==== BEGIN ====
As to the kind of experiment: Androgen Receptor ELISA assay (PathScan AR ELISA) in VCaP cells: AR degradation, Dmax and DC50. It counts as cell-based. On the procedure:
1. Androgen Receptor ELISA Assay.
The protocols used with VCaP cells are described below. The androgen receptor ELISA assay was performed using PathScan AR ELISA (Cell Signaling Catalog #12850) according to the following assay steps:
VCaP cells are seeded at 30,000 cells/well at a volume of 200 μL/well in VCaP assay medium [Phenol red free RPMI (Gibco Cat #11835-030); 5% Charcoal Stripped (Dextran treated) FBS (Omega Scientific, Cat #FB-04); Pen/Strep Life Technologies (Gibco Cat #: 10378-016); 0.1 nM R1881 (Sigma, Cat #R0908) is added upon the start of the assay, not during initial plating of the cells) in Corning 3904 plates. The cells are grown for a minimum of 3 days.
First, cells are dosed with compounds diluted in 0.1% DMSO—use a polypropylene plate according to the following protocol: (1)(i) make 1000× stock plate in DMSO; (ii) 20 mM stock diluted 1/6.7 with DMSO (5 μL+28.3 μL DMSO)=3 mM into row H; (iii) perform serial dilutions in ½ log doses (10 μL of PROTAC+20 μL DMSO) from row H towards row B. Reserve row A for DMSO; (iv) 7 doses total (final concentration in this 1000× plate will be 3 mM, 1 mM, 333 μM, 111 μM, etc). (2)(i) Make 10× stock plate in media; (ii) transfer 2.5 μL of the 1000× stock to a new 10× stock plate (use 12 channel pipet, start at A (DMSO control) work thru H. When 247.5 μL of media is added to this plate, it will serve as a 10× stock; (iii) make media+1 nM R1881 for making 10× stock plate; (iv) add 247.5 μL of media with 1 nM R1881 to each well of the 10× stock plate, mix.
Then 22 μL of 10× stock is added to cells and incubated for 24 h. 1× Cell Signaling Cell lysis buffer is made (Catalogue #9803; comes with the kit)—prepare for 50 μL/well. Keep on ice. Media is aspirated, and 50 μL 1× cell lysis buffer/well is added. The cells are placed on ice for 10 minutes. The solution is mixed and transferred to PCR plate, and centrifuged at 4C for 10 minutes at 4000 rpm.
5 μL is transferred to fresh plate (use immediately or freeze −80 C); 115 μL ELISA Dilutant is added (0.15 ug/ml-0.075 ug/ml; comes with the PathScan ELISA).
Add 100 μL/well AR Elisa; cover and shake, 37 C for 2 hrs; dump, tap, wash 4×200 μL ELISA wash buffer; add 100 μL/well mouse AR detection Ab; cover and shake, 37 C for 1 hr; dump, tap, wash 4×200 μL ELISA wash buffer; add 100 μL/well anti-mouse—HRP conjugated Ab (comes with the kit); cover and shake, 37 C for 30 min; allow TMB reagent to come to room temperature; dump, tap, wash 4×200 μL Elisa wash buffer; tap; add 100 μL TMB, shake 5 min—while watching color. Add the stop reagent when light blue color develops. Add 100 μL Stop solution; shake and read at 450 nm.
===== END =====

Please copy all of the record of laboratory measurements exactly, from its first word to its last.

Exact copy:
As to the kind of experiment: Androgen Receptor ELISA assay (PathScan AR ELISA) in VCaP cells: AR degradation, Dmax and DC50. It counts as cell-based. On the procedure:
1. Androgen Receptor ELISA Assay.
The protocols used with VCaP cells are described below. The androgen receptor ELISA assay was performed using PathScan AR ELISA (Cell Signaling Catalog #12850) according to the following assay steps:
VCaP cells are seeded at 30,000 cells/well at a volume of 200 μL/well in VCaP assay medium [Phenol red free RPMI (Gibco Cat #11835-030); 5% Charcoal Stripped (Dextran treated) FBS (Omega Scientific, Cat #FB-04); Pen/Strep Life Technologies (Gibco Cat #: 10378-016); 0.1 nM R1881 (Sigma, Cat #R0908) is added upon the start of the assay, not during initial plating of the cells) in Corning 3904 plates. The cells are grown for a minimum of 3 days.
First, cells are dosed with compounds diluted in 0.1% DMSO—use a polypropylene plate according to the following protocol: (1)(i) make 1000× stock plate in DMSO; (ii) 20 mM stock diluted 1/6.7 with DMSO (5 μL+28.3 μL DMSO)=3 mM into row H; (iii) perform serial dilutions in ½ log doses (10 μL of PROTAC+20 μL DMSO) from row H towards row B. Reserve row A for DMSO; (iv) 7 doses total (final concentration in this 1000× plate will be 3 mM, 1 mM, 333 μM, 111 μM, etc). (2)(i) Make 10× stock plate in media; (ii) transfer 2.5 μL of the 1000× stock to a new 10× stock plate (use 12 channel pipet, start at A (DMSO control) work thru H. When 247.5 μL of media is added to this plate, it will serve as a 10× stock; (iii) make media+1 nM R1881 for making 10× stock plate; (iv) add 247.5 μL of media with 1 nM R1881 to each well of the 10× stock plate, mix.
Then 22 μL of 10× stock is added to cells and incubated for 24 h. 1× Cell Signaling Cell lysis buffer is made (Catalogue #9803; comes with the kit)—prepare for 50 μL/well. Keep on ice. Media is aspirated, and 50 μL 1× cell lysis buffer/well is added. The cells are placed on ice for 10 minutes. The solution is mixed and transferred to PCR plate, and centrifuged at 4C for 10 minutes at 4000 rpm.
5 μL is transferred to fresh plate (use immediately or freeze −80 C); 115 μL ELISA Dilutant is added (0.15 ug/ml-0.075 ug/ml; comes with the PathScan ELISA).
Add 100 μL/well AR Elisa; cover and shake, 37 C for 2 hrs; dump, tap, wash 4×200 μL ELISA wash buffer; add 100 μL/well mouse AR detection Ab; cover and shake, 37 C for 1 hr; dump, tap, wash 4×200 μL ELISA wash buffer; add 100 μL/well anti-mouse—HRP conjugated Ab (comes with the kit); cover and shake, 37 C for 30 min; allow TMB reagent to come to room temperature; dump, tap, wash 4×200 μL Elisa wash buffer; tap; add 100 μL TMB, shake 5 min—while watching color. Add the stop reagent when light blue color develops. Add 100 μL Stop solution; shake and read at 450 nm.